Much-decorated author and humorist William “Bill” Bryson will address Kenyon’s 186th Commencement on May 17.
An affection for the Kenyon Review was added incentive for Bryson, widely known for his reflections on life in the Midwest and his books on travel, language, and science.
“Being asked to deliver a commencement address is a great honor and a huge responsibility, so I am looking forward to it eagerly but nervously,” Bryson said. “I know Kenyon only by reputation. I have long been an admirer of the Kenyon Review.”
Bryson was, indeed, reading his personal copy of the international literary journal when he was invited to speak at Kenyon, said James Keller, associate professor of chemistry, chair of the faculty, and a member of the Commencement speaker selection committee. The committee included faculty, staff, and students and made its recommendation to President Sean Decatur, who extended the invitation.
Bryson’s selection was embraced by the Class of 2014. “I think it’s a good choice,” said Ben Jacoby ’14 of University Place, Washington. “It should be interesting.”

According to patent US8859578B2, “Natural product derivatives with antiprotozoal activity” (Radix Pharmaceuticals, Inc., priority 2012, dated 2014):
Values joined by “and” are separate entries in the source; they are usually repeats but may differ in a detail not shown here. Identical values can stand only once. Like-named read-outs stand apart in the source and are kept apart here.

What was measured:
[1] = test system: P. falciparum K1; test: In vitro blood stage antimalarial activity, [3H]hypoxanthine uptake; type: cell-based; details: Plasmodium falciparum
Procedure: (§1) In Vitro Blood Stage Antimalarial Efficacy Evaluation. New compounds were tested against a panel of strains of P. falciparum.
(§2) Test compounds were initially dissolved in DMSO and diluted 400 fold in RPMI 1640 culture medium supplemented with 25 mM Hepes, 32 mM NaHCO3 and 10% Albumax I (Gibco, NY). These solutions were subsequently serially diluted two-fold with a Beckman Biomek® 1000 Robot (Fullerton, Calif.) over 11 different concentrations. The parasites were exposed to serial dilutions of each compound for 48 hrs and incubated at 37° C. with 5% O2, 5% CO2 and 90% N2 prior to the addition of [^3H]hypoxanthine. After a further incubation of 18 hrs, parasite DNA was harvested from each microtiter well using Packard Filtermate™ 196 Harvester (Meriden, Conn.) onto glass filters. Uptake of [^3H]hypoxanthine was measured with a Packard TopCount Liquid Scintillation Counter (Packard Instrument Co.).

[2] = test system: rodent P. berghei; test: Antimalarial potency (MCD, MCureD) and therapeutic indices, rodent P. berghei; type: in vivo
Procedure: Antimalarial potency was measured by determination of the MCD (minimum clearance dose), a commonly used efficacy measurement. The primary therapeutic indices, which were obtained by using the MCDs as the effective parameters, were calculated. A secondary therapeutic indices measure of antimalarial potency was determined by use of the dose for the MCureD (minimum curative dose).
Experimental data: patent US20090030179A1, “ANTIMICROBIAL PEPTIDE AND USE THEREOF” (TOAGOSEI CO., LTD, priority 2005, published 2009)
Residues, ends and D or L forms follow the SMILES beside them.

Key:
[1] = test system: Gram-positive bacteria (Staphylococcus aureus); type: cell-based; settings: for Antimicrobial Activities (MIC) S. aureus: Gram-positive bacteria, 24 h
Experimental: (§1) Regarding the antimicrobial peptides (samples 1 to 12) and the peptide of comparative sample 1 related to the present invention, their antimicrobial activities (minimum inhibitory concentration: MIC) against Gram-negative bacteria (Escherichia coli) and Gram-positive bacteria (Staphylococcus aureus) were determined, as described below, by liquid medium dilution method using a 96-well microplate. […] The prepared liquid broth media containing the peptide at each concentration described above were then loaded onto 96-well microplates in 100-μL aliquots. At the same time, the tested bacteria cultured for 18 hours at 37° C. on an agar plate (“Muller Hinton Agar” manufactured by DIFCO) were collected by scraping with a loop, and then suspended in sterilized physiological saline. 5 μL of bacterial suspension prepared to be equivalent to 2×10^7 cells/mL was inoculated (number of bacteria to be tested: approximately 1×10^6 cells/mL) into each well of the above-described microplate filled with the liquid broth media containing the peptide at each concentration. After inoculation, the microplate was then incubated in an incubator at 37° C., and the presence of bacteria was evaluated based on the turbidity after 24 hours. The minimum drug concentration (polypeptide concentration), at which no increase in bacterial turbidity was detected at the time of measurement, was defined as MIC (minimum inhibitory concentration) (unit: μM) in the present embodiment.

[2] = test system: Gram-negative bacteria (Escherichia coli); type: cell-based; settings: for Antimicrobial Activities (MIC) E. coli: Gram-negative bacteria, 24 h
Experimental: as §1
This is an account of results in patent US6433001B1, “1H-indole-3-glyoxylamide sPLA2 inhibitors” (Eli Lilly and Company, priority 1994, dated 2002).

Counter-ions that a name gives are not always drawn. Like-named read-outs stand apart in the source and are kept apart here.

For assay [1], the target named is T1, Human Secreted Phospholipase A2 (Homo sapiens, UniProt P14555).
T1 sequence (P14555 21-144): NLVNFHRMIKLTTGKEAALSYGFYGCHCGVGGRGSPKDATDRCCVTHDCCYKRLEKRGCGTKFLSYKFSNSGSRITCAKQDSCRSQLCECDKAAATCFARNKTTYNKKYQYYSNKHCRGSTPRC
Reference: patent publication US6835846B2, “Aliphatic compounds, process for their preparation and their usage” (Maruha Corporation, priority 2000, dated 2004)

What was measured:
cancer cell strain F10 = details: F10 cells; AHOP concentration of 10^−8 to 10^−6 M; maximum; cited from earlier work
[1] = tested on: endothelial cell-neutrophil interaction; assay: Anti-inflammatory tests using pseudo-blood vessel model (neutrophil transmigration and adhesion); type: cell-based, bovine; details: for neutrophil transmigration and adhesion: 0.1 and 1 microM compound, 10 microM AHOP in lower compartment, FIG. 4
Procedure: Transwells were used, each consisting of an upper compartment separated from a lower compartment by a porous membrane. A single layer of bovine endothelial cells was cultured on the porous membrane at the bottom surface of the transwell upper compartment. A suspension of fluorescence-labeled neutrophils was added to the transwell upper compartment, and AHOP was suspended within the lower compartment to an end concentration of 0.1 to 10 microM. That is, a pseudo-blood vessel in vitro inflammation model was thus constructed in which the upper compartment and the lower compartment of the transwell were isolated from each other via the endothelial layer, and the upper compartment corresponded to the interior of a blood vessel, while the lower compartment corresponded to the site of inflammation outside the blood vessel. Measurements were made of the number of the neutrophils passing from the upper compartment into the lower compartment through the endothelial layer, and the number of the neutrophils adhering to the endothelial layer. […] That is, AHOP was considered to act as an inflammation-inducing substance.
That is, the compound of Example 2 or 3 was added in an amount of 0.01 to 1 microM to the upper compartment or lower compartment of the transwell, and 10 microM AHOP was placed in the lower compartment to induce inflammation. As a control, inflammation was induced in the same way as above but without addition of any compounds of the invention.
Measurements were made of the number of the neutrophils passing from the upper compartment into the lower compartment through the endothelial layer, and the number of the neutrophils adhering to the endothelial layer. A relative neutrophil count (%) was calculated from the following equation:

“Looking at what he’s written and reading snippets from a bunch of his books, I think he’s full of life advice,” added Senior Class President Leland Holcomb ’14 of Milford, Connecticut. “I think he’s a guy who’s been there, done that in a really interesting way.”
Bryson’s work spans genres from language to science to biography. He is best known for his travel books, including Neither Here Nor There (1991) and A Walk in the Woods (1998). Bryson showed his considerable range with the popular science book A Short History of Nearly Everything (2004). His most recent book, released last year, is called One Summer: America 1927.
He has a reputation as a keen observer of the intricacies of the world. “Because it is our everyday life and because we do take it for granted, it seems to me it is almost instinctively naturally, innately interesting,” Bryson told Stephen Colbert during a 2010 episode of The Colbert Report, in a segment discussing Bryson’s book At Home: A Short History of Private Life (2010).
After moving to England in 1977, Bryson worked as a journalist and editor. He later served as chancellor of Durham University, from 2005-11, and Durham renamed its library in his honor in 2012. Bryson has been the recipient of a number of awards, and in 2013 became the first non-British citizen to be named an honorary fellow of the Royal Society. He has also received the President’s Award from the Royal Society of Chemistry; an honorary Order of the British Empire; the Aventis Prize and Descartes Prize for science writing; the James Joyce Award; and the key to Des Moines, Iowa – the city of his birth. He chronicled his childhood in his memoir The Life and Times of the Thunderbolt Kid (2006). Bryson’s son and daughter-in-law attended Denison University.
By Nina Zimmerman ’14